Loving animals is different from keeping them as pets. Imagine a bird, even if it is in a golden cage (does it matter to the bird if the cage is of gold or iron?), what is its condition. It is deprived of its natural instinct to fly. Its freedom is taken away. Iqbal wrote a beautiful poem for children, parinde ki fariyad, an appeal of a bird.
Aata hai yaad mujhko guzrahuwa zamana
Wo bagh ki bahareyn wo sab ka chehchahana.
Take fish in an acquarium. To the delight of humans they swim round and round in a showcase of a drawing room. They are given best of food. Are they happy? May be they say ‘ Aata hai yaad mujhko guzra huwa zamana
Wo gaharaiyan nadi ki, wo mera tairana.
Worst case is with dogs. Chained, a belt round the neck, jumping, rolling to get a piece of bone from the master. The master commands him, cajoles him, hugs him, scraches behind his ears, bathes him and brushes him. He does all that he cannot do with his own children. He loves him but keeps him chained. Would his master do all that to earn his livelyhood without freedom? There is a difference between dogs as pets and fish or birds. Dogs are bred specially for keeping as pets. And they are bred under monitored condition. Many of the masters, when the dogs are sick or very old, leave them in places from where the pets cannot trace their masters.
Dogs cannot sing any version of Iqbal’s poem, as most of them never knew what freedom was.
I do not like raising cattle just for their meat. Poultry farming, I think, is one example. Cows and sheep reared just for human consumption is not done. In the West cows are reared just as poultry. As long as they live animals and birds should have their freedom. I am not advocating vagetarianism. Come to think of it, milking a cow or a buffellow in the presence of its offspring is unjust. Have you seen the process of milking? You must see into the eyes of cow and the calf. I am not against drinking milk. The calf should get atleast some portion of its legitimate share. The only animal that drinks another animal’s milk is human being.
Cows must be impregnated for them to begin producing milk. Therefore, when she reaches the age of around twelve months she has to go through Artificial Insemination.
In our villages the cows or buffellows are taken to a milkman who owns a sturdy ox or bull, where she is raped. They use evey possible way to get her there, including beating her on the head. The miserable animal is frightened, she wants to fight and resist, but ultimately succumbs. This gentle creature doesn't harm anyone, but still she is getting beaten. She does not understand. Do you? I have witnessed this process as a schoolboy.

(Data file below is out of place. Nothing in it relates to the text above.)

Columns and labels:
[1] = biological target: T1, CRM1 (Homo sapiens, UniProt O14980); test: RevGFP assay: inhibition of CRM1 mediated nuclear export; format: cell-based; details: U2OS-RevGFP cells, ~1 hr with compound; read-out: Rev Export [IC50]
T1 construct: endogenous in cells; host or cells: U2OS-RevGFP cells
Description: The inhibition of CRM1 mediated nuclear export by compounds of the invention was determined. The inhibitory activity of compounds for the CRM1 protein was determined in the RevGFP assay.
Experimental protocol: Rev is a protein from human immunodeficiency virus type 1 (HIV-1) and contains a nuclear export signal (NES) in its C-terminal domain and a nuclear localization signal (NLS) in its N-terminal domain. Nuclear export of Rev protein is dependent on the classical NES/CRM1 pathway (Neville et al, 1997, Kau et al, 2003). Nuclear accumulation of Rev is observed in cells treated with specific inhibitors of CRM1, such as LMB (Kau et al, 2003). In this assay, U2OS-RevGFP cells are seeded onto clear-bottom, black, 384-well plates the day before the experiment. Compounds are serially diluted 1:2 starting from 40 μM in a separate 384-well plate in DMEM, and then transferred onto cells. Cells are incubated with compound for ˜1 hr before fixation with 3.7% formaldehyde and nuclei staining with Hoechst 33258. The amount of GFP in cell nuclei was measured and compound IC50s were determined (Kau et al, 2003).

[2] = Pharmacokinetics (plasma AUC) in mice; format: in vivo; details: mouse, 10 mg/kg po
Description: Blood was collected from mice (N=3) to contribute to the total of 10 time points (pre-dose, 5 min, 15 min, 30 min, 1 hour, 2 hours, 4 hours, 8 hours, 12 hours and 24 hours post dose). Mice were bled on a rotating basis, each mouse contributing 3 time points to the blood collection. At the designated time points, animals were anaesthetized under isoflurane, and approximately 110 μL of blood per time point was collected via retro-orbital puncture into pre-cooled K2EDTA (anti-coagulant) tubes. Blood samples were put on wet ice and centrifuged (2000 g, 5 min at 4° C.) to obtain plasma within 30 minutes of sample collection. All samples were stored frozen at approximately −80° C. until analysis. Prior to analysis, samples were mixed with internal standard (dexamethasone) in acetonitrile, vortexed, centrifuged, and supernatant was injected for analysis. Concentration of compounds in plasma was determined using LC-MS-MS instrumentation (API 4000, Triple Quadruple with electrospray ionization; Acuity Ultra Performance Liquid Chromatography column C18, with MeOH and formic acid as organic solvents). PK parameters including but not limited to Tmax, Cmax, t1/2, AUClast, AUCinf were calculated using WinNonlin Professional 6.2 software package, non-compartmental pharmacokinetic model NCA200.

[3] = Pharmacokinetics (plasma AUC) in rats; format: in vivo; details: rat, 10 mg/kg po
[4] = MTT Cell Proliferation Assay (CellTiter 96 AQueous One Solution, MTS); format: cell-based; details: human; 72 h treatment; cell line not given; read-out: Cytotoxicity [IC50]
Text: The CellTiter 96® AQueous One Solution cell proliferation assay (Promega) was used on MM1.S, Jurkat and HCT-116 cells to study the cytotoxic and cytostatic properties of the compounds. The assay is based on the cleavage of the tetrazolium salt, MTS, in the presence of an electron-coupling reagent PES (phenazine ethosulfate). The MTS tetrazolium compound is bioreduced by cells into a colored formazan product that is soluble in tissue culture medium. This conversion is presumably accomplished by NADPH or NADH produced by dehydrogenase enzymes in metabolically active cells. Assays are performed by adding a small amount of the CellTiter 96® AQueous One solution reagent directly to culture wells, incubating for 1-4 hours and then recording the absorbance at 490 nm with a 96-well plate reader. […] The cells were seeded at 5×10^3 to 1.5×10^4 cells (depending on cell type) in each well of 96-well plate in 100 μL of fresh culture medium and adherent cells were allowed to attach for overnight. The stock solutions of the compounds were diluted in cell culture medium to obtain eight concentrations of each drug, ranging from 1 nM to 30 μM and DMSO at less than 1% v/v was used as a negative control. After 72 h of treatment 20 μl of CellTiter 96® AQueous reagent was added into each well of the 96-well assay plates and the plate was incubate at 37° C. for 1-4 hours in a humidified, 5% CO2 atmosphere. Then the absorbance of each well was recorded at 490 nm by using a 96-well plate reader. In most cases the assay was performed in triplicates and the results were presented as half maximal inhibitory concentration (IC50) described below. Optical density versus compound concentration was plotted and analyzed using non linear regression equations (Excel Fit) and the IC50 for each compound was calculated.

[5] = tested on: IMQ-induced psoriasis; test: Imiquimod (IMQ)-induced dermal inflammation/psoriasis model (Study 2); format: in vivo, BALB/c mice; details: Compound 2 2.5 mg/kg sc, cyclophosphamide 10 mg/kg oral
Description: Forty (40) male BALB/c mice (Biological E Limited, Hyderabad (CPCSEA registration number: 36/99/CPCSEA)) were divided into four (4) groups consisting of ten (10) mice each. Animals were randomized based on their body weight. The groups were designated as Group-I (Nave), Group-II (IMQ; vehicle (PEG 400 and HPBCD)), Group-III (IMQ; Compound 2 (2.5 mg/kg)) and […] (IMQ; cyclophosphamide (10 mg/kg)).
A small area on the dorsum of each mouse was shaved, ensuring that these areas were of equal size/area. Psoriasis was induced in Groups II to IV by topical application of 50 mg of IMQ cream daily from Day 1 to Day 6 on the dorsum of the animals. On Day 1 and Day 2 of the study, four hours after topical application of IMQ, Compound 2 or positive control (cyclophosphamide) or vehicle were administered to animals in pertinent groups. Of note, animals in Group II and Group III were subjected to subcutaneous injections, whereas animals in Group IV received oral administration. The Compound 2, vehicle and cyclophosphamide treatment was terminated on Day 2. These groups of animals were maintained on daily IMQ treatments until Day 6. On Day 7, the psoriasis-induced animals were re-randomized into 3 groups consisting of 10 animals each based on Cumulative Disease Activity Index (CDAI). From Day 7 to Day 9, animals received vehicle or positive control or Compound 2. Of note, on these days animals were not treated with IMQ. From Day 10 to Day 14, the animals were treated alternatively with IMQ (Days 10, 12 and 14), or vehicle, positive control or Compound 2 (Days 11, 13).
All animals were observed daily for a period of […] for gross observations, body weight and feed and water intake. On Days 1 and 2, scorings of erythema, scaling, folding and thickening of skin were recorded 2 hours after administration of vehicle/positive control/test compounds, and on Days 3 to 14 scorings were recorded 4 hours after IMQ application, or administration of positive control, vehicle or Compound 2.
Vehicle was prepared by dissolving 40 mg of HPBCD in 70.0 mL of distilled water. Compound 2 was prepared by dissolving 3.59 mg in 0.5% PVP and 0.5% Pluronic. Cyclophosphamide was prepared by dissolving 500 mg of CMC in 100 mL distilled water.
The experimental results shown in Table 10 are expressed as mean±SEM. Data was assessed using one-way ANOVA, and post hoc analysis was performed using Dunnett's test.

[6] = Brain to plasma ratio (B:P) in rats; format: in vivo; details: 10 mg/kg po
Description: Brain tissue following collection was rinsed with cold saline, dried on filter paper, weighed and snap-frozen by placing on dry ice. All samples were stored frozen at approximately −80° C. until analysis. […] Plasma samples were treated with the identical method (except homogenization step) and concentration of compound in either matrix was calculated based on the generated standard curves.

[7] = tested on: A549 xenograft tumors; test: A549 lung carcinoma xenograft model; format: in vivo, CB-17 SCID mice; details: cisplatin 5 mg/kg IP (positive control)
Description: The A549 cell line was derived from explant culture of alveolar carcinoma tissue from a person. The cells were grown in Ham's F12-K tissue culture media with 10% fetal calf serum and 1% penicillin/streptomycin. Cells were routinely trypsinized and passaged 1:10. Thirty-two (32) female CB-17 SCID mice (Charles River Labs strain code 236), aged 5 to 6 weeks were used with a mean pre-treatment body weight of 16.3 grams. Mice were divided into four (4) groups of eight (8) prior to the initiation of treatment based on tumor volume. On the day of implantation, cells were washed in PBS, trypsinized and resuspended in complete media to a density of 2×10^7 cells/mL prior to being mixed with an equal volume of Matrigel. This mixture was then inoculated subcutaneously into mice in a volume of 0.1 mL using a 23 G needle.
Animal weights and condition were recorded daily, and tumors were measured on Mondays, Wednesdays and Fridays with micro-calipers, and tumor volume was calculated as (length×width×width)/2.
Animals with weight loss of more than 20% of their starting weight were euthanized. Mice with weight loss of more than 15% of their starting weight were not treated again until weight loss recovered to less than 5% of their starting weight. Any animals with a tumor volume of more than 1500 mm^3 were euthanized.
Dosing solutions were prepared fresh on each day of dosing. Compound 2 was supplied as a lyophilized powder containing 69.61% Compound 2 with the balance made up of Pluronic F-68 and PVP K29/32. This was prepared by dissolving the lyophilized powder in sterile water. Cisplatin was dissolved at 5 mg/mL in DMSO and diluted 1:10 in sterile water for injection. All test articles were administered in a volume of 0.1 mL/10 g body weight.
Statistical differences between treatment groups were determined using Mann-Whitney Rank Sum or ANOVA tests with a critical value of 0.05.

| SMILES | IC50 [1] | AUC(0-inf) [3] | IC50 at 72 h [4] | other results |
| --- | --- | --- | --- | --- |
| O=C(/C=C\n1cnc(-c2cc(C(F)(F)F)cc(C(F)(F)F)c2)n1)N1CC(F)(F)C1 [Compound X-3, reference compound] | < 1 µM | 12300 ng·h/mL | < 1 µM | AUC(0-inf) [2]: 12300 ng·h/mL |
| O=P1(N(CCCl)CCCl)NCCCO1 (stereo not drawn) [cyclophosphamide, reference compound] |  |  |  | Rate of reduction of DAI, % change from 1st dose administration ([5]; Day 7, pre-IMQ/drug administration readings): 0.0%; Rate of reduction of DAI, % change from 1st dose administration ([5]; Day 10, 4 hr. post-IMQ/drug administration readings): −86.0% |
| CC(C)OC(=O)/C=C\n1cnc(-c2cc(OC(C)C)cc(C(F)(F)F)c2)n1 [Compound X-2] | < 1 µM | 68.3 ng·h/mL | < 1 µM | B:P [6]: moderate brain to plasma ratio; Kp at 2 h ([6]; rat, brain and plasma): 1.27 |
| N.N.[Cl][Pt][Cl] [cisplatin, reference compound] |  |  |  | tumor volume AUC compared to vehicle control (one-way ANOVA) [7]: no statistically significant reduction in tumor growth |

Mass-produced chicken spend their short lives in huge sheds. Motherless, the chicks must fend for themselves from day one. They miss the warmth and protection of mother hen. The moment a hen fears danger for her chiks she takes them instinctively under her spread out wings. Many chics die because they cannot reach the feeding points.
I do not like to see any life in captivity. I hate visiting zoo. I also do not like to see fish in aquarium in any house. I do not like to see birds in cages, even if the cages are made of gold, even if the birds in captivity are fed best of fruit, which children of the underpriviledged do not even get to see. A bird in captivity is the worst sight one can see. It cannot fly. I do not like pets for the same reason. I see people walking with their chained dogs.
Nearly 50000 silk worms are killed to make a silk saree. All possible help is given to creation of silk worms only to be killed. Ahimsavadis, are you listening?
Let alone birds and animals a large number of human children suffer at the hands of their own species.
It is very common to see girl servents in many prosperous households working from morning till late in the evening. These girls are not sent to schools. It is very common to see young boys of school going age delivering newspapers every morning. It is very common to see young boys working in garages almost 14 hours a day. It is very common to see young boys cleaning tables and utensils in small retaurants. Their childhood is lost. Here I remember the famous lines of Sahir—who subah kabhi to aayegi.